Advances in targeted genome editing

Perez-Pinera, P. and Ousterout, D.G. and Gersbach, C.A. (2012) Advances in targeted genome editing. Current Opinion in Chemical Biology, 16. pp. 268-277.

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New technologies have recently emerged that enable targeted editing of genomes in diverse systems. This includes precise manipulation of gene sequences in their natural chromosomal context and addition of transgenes to specific genomic loci. This progress has been facilitated by advances in engineering targeted nucleases with programmable, site-specific DNAbinding domains, including zinc finger proteins and transcription activator-like effectors (TALEs). Recent improvements have enhanced nuclease performance, accelerated nuclease assembly, and lowered the cost of genome editing. These advances are driving new approaches to many areas of biotechnology, including biopharmaceutical production, agriculture, creation of transgenic organisms and cell lines, and studies of genome structure, regulation, and function. Genome editing is also being investigated in preclinical and clinical gene therapies for many diseases.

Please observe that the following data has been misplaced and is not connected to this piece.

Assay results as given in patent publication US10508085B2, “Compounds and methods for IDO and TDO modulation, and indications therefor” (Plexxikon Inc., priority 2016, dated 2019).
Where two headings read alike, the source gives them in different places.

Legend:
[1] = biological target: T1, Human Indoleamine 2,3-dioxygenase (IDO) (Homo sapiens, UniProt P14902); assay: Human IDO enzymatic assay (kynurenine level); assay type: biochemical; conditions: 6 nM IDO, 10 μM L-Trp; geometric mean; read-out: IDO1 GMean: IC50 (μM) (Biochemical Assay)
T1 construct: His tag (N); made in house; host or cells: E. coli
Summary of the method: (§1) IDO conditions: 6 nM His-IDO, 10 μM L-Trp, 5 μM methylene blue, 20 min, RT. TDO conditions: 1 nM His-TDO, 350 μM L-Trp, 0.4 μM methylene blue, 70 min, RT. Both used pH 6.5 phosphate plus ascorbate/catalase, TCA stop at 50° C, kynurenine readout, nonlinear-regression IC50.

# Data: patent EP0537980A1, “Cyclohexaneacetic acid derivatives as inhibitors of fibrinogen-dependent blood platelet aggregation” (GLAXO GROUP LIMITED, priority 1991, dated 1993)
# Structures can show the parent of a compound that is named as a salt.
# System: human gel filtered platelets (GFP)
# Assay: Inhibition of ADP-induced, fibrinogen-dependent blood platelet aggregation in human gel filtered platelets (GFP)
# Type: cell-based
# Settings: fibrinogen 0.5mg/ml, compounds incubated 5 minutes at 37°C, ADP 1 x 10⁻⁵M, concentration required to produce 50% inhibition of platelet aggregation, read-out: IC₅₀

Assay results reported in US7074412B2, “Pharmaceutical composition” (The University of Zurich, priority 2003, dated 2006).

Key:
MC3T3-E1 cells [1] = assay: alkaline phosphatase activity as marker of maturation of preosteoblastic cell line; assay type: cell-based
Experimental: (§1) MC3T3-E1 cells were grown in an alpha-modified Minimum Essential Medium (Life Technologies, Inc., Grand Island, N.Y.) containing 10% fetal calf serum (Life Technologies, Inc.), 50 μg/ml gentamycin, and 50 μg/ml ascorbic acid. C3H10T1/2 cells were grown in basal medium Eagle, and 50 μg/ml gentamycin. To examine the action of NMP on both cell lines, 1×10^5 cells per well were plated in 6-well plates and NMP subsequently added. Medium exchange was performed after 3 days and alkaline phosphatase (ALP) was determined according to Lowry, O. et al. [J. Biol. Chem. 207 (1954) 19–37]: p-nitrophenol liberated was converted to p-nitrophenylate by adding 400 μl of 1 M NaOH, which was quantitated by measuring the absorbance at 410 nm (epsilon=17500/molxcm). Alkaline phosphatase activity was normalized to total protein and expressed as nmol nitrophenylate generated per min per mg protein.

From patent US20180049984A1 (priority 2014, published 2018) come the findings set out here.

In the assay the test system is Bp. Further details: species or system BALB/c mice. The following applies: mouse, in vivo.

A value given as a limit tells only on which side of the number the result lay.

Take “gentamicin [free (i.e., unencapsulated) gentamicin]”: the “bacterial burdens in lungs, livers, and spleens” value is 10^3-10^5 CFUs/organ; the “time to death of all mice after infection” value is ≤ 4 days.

Item Type: Article
Additional Information: This work was supported by The Hartwell Foundation, a Basil O’Connor Starter Scholar Award from the March of Dimes, an NSF Faculty Early Career Development (CAREER) Award (1151035) and an NIH Director’s New Innovator Award (1DP2OD008586).
Uncontrolled Keywords: Genome Editing. DNA
Author Affiliation: Department of Biomedical Engineering, Duke University, Durham, NC 27708-0281, USA
Subjects: Plant Physiology and Biochemistry > Biochemistry
Divisions: General
Depositing User: Mr Siva Shankar
Date Deposited: 12 Oct 2012 06:15
Last Modified: 12 Oct 2012 06:15
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